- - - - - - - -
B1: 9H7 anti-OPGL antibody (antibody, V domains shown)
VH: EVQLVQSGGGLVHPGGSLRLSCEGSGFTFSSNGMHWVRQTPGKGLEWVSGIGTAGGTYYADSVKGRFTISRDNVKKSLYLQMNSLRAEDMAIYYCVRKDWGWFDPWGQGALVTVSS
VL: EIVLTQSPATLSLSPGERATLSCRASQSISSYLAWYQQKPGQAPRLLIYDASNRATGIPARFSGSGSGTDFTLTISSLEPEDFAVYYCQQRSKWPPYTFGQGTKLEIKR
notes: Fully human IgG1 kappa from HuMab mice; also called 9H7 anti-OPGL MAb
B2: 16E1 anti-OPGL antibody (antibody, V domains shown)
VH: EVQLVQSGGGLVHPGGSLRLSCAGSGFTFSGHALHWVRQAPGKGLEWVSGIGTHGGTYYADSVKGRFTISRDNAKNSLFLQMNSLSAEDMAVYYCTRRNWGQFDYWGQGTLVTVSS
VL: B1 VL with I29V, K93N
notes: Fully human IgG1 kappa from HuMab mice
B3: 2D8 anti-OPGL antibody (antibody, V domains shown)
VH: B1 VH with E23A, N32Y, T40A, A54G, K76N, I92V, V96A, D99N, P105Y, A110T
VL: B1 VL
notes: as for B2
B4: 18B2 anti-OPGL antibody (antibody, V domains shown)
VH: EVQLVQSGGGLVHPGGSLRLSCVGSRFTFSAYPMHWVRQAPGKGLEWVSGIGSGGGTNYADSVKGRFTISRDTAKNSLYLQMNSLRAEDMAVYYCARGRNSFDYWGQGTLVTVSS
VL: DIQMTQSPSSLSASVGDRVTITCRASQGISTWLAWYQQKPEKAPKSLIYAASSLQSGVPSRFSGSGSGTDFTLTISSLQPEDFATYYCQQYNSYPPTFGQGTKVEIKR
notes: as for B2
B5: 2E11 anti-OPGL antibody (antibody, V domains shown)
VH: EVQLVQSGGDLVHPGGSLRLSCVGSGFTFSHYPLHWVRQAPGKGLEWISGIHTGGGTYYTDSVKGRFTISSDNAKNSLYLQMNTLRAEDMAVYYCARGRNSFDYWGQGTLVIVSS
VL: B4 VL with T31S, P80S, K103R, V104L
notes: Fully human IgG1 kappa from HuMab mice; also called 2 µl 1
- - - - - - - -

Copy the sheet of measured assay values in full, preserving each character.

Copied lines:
B1: 9H7 anti-OPGL antibody (antibody, V domains shown)
VH: EVQLVQSGGGLVHPGGSLRLSCEGSGFTFSSNGMHWVRQTPGKGLEWVSGIGTAGGTYYADSVKGRFTISRDNVKKSLYLQMNSLRAEDMAIYYCVRKDWGWFDPWGQGALVTVSS
VL: EIVLTQSPATLSLSPGERATLSCRASQSISSYLAWYQQKPGQAPRLLIYDASNRATGIPARFSGSGSGTDFTLTISSLEPEDFAVYYCQQRSKWPPYTFGQGTKLEIKR
notes: Fully human IgG1 kappa from HuMab mice; also called 9H7 anti-OPGL MAb
B2: 16E1 anti-OPGL antibody (antibody, V domains shown)
VH: EVQLVQSGGGLVHPGGSLRLSCAGSGFTFSGHALHWVRQAPGKGLEWVSGIGTHGGTYYADSVKGRFTISRDNAKNSLFLQMNSLSAEDMAVYYCTRRNWGQFDYWGQGTLVTVSS
VL: B1 VL with I29V, K93N
notes: Fully human IgG1 kappa from HuMab mice
B3: 2D8 anti-OPGL antibody (antibody, V domains shown)
VH: B1 VH with E23A, N32Y, T40A, A54G, K76N, I92V, V96A, D99N, P105Y, A110T
VL: B1 VL
notes: as for B2
B4: 18B2 anti-OPGL antibody (antibody, V domains shown)
VH: EVQLVQSGGGLVHPGGSLRLSCVGSRFTFSAYPMHWVRQAPGKGLEWVSGIGSGGGTNYADSVKGRFTISRDTAKNSLYLQMNSLRAEDMAVYYCARGRNSFDYWGQGTLVTVSS
VL: DIQMTQSPSSLSASVGDRVTITCRASQGISTWLAWYQQKPEKAPKSLIYAASSLQSGVPSRFSGSGSGTDFTLTISSLQPEDFATYYCQQYNSYPPTFGQGTKVEIKR
notes: as for B2
B5: 2E11 anti-OPGL antibody (antibody, V domains shown)
VH: EVQLVQSGGDLVHPGGSLRLSCVGSGFTFSHYPLHWVRQAPGKGLEWISGIHTGGGTYYTDSVKGRFTISSDNAKNSLYLQMNTLRAEDMAVYYCARGRNSFDYWGQGTLVIVSS
VL: B4 VL with T31S, P80S, K103R, V104L
notes: Fully human IgG1 kappa from HuMab mice; also called 2 µl 1